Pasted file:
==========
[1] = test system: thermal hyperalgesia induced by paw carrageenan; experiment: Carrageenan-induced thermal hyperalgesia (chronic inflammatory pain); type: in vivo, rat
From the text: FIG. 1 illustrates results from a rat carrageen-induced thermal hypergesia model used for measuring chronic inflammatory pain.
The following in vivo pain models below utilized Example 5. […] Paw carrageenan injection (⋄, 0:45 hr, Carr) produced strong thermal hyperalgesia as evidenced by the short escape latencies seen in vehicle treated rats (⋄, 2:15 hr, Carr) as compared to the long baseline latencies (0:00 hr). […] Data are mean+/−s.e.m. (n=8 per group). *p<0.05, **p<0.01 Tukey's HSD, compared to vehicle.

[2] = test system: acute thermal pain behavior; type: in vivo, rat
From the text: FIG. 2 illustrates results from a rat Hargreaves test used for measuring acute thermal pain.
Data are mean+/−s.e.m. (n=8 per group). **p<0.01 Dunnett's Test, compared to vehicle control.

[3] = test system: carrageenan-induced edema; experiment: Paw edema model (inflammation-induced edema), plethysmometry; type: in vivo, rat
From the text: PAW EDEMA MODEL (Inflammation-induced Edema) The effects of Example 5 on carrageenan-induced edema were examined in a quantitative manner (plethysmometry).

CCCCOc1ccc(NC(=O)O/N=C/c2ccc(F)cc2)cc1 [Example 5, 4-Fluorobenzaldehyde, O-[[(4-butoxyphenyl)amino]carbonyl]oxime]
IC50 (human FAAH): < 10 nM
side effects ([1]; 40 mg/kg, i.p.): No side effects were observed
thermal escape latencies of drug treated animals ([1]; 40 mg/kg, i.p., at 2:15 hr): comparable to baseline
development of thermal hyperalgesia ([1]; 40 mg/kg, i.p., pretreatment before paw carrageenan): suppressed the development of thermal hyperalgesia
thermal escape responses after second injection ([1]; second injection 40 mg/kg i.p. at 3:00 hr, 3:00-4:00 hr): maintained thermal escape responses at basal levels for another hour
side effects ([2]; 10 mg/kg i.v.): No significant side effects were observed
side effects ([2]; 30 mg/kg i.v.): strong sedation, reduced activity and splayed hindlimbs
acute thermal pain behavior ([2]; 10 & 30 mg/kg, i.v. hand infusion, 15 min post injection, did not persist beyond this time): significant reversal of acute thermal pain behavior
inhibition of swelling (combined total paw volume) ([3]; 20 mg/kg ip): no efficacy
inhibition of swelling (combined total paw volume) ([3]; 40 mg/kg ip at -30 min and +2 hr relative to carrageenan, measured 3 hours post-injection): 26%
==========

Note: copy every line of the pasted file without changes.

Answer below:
[1] = test system: thermal hyperalgesia induced by paw carrageenan; experiment: Carrageenan-induced thermal hyperalgesia (chronic inflammatory pain); type: in vivo, rat
From the text: FIG. 1 illustrates results from a rat carrageen-induced thermal hypergesia model used for measuring chronic inflammatory pain.
The following in vivo pain models below utilized Example 5. […] Paw carrageenan injection (⋄, 0:45 hr, Carr) produced strong thermal hyperalgesia as evidenced by the short escape latencies seen in vehicle treated rats (⋄, 2:15 hr, Carr) as compared to the long baseline latencies (0:00 hr). […] Data are mean+/−s.e.m. (n=8 per group). *p<0.05, **p<0.01 Tukey's HSD, compared to vehicle.

[2] = test system: acute thermal pain behavior; type: in vivo, rat
From the text: FIG. 2 illustrates results from a rat Hargreaves test used for measuring acute thermal pain.
Data are mean+/−s.e.m. (n=8 per group). **p<0.01 Dunnett's Test, compared to vehicle control.

[3] = test system: carrageenan-induced edema; experiment: Paw edema model (inflammation-induced edema), plethysmometry; type: in vivo, rat
From the text: PAW EDEMA MODEL (Inflammation-induced Edema) The effects of Example 5 on carrageenan-induced edema were examined in a quantitative manner (plethysmometry).

CCCCOc1ccc(NC(=O)O/N=C/c2ccc(F)cc2)cc1 [Example 5, 4-Fluorobenzaldehyde, O-[[(4-butoxyphenyl)amino]carbonyl]oxime]
IC50 (human FAAH): < 10 nM
side effects ([1]; 40 mg/kg, i.p.): No side effects were observed
thermal escape latencies of drug treated animals ([1]; 40 mg/kg, i.p., at 2:15 hr): comparable to baseline
development of thermal hyperalgesia ([1]; 40 mg/kg, i.p., pretreatment before paw carrageenan): suppressed the development of thermal hyperalgesia
thermal escape responses after second injection ([1]; second injection 40 mg/kg i.p. at 3:00 hr, 3:00-4:00 hr): maintained thermal escape responses at basal levels for another hour
side effects ([2]; 10 mg/kg i.v.): No significant side effects were observed
side effects ([2]; 30 mg/kg i.v.): strong sedation, reduced activity and splayed hindlimbs
acute thermal pain behavior ([2]; 10 & 30 mg/kg, i.v. hand infusion, 15 min post injection, did not persist beyond this time): significant reversal of acute thermal pain behavior
inhibition of swelling (combined total paw volume) ([3]; 20 mg/kg ip): no efficacy
inhibition of swelling (combined total paw volume) ([3]; 40 mg/kg ip at -30 min and +2 hr relative to carrageenan, measured 3 hours post-injection): 26%